Tuesday, January 20, 2009

The best things in life are free

I try to watch at least one movie everyday when I'm on holiday. These past few days, I decided to focus on Ernst Lubitsch as he's one of my favourite directors.
The Love Parade is a 1929 musical starring Maurice Chevalier and Jeanette MacDonald. I didn't have high hopes for this one as I don't seem to care much for musicals and I find Chevalier's acting quite painful. Well, it still managed to disappoint me. I cannot believe it was nominated for six Academy Awards (so they were blind back then too, good to know). It has Lubitsch's sophisticated touch but I think I could have done without this particular movie. There's so much forced acting everywhere and the songs are very forgettable.
Luckily enough, I watched Ninotchka for the first time not long afterwards and it restored my faith in the director. Garbo/Douglas is a really good pairing that works beautifully and it's full of memorable one-liners that I found hilarious.

Ninotchka: We don't have men like you in my country.
Leon: Thank you.
Ninotchka: That is why I believe in the future of my country.

The whole movie is based on the constant distanciation between funny situations and Ninotchka's practical response to them. It's full of propaganda : Ninotchka, because she's Russian, is depicted as very cold and strict compared to the carefree French but the movie was released in 1939 so I find it surprising - I would have expected this kind of stereotype during the Cold War, not in 1939. It's interesting. The movie is definitely the kind I would love to own on DVD. You can watch the movie on YouTube here.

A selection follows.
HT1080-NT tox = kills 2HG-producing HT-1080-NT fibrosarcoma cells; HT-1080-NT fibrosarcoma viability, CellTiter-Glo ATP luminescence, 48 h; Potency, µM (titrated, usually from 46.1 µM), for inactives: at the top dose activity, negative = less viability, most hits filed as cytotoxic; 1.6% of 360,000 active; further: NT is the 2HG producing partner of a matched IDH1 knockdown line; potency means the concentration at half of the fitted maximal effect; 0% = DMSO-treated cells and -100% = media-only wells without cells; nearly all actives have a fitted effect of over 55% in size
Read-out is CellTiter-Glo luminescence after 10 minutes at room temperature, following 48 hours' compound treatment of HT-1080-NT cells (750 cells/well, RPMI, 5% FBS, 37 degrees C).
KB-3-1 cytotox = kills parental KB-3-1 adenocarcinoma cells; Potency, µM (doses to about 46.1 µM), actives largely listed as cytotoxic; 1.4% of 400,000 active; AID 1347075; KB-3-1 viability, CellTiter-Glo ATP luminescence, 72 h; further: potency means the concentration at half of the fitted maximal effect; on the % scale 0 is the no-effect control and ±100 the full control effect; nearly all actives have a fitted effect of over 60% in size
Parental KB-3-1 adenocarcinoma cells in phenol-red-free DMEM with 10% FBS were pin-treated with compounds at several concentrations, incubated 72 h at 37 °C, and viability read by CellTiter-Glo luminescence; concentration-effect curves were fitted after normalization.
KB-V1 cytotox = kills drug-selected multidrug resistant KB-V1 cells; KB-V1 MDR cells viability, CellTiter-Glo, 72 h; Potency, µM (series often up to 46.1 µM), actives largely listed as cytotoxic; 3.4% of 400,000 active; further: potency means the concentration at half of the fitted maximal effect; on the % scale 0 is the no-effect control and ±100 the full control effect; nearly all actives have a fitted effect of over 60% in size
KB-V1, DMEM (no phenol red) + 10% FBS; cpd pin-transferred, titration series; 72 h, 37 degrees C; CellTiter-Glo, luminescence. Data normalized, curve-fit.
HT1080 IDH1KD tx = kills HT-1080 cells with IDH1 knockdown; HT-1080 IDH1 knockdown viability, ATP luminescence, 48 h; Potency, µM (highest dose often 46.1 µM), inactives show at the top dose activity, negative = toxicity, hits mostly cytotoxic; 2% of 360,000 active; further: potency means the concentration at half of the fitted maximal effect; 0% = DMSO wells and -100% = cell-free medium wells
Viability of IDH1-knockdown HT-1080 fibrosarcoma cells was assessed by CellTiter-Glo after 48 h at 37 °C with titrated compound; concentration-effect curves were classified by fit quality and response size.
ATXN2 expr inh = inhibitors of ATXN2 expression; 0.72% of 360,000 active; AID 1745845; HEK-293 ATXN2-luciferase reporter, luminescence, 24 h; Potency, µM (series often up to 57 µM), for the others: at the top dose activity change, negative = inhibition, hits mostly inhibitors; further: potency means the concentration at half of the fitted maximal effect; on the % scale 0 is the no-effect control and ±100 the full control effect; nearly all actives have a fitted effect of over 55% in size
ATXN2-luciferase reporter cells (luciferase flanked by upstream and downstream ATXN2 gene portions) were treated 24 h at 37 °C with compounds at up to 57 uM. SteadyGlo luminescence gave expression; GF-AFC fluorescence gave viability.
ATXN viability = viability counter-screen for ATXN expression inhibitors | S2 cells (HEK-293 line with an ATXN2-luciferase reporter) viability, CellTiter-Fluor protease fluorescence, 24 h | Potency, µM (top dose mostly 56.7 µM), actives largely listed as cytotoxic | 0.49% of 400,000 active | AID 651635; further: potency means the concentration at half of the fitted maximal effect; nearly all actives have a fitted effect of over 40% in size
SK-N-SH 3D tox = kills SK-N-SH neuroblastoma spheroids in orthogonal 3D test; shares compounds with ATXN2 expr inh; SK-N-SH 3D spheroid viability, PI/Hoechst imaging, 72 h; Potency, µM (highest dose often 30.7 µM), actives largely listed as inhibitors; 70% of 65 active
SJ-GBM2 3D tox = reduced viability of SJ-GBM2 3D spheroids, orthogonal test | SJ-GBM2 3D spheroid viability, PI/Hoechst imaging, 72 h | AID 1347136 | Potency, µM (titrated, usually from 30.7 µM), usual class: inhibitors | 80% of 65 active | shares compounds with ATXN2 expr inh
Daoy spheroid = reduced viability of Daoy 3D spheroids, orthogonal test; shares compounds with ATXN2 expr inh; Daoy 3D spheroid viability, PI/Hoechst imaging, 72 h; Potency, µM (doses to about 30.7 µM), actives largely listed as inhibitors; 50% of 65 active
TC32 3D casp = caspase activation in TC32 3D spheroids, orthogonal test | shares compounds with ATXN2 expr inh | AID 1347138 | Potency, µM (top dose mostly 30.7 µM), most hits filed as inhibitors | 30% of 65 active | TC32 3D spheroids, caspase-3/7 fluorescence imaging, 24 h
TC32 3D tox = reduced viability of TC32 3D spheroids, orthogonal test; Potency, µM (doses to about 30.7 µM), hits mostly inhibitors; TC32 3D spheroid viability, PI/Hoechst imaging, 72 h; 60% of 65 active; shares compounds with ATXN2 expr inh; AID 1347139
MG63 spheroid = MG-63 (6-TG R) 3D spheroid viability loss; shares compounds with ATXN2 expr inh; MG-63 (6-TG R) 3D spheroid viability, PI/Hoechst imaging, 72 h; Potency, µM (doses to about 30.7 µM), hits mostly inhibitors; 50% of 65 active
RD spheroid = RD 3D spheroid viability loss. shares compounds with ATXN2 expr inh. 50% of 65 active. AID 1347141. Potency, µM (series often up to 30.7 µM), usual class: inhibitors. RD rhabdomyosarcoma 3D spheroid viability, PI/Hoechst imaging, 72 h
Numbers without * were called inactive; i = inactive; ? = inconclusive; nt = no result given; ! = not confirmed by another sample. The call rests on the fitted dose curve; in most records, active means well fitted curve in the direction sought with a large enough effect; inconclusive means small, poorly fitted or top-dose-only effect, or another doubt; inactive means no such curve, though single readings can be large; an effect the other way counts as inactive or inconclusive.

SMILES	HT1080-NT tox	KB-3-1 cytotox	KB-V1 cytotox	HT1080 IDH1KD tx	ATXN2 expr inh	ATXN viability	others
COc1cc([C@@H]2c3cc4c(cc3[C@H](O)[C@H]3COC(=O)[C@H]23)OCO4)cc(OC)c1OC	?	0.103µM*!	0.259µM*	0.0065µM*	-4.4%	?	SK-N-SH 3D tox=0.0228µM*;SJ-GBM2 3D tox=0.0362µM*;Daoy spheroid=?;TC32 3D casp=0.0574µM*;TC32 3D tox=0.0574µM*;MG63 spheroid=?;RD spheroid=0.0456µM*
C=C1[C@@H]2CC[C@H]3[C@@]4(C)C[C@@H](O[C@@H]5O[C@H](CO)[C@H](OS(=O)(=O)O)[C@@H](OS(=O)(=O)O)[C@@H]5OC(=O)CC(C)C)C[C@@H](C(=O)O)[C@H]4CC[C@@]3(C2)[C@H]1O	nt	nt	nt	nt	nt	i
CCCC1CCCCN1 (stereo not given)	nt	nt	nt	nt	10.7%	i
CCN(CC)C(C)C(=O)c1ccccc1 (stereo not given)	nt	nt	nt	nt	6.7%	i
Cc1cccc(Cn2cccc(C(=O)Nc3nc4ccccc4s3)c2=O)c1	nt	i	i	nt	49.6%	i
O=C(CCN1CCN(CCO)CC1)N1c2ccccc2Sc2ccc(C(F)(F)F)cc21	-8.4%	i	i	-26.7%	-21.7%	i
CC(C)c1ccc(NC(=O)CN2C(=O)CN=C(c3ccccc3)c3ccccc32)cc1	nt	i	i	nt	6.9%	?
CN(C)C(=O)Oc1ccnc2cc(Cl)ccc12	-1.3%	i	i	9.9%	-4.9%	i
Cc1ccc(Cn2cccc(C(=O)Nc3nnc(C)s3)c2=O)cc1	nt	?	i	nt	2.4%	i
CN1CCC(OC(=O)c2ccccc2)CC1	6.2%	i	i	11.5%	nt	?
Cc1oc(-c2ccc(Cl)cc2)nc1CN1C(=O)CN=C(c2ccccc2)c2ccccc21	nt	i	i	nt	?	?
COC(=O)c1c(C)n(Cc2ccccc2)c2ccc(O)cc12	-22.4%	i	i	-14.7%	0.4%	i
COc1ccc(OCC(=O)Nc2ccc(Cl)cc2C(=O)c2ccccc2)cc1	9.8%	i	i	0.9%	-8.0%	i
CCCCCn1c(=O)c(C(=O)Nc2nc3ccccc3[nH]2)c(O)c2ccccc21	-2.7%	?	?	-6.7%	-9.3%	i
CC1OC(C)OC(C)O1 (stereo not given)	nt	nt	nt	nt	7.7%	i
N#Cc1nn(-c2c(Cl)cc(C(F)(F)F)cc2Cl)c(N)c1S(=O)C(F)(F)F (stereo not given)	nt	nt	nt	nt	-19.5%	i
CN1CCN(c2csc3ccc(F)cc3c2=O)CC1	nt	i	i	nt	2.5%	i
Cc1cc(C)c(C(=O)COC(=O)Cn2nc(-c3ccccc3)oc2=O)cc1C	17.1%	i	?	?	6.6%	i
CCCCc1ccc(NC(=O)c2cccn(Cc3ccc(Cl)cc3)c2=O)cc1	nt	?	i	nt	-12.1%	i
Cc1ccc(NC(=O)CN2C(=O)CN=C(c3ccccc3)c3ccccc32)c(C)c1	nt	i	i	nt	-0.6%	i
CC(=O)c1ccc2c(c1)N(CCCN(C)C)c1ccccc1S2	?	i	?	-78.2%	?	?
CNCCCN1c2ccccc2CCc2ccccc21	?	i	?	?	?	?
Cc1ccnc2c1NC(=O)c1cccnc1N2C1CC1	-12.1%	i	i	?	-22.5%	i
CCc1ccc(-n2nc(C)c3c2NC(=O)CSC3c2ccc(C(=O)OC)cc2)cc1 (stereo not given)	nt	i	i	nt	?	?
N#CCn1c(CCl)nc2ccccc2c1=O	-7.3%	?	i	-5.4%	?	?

Peeps by Scott Westerfeld was disgusting (it's all about parasites) but compelling and very interesting. The whole idea that vampirism is in fact an illness that can be scientifically and rationally explained is scary as hell and original. I loved what Westerfeld did with Darwin's theory of evolution, it feels like a direct example of what this theory implies. This book should be in every school's library, it is hugely readable science and the plot was good, the characters believable. I wanted to know more about them. Definitely an author I'll keep reading.

I thought I had seen Neil Gaiman at his best in Coraline and Stardust but obviously I couldn't have been further from the truth. American Gods is impossible to sum up accurately but the best I can say is that it follows Shadow, a man who's just been released from prison, on a journey across the USA where he will meet gods, ghosts and common humans alike. This book is of epic proportions : Gaiman talks about everything and everyone in it, from a chapter dedicated to describing a slave's journey to America to Shadow's own personal quest for peace. It's a very compelling book. Not only because the characters are hugely interesting and depicted warmly as is always the case in Gaiman, but also because it challenges the reader. Some passages are particularly apt to explain why the book won the Bram Stoker award for horror fiction. I feel - it may be presumptious - that thanks to this book I have a better understanding of what the USA is all about. How timely that I should have finished this book the day before an inauguration that seems to carry so much hope and be the theatre of so many myths embodied by one single man. On Martin Luther King's day. The last sentences of the book struck home in a way they could only have struck home yesterday.

May history be made. Happy inauguration everybody !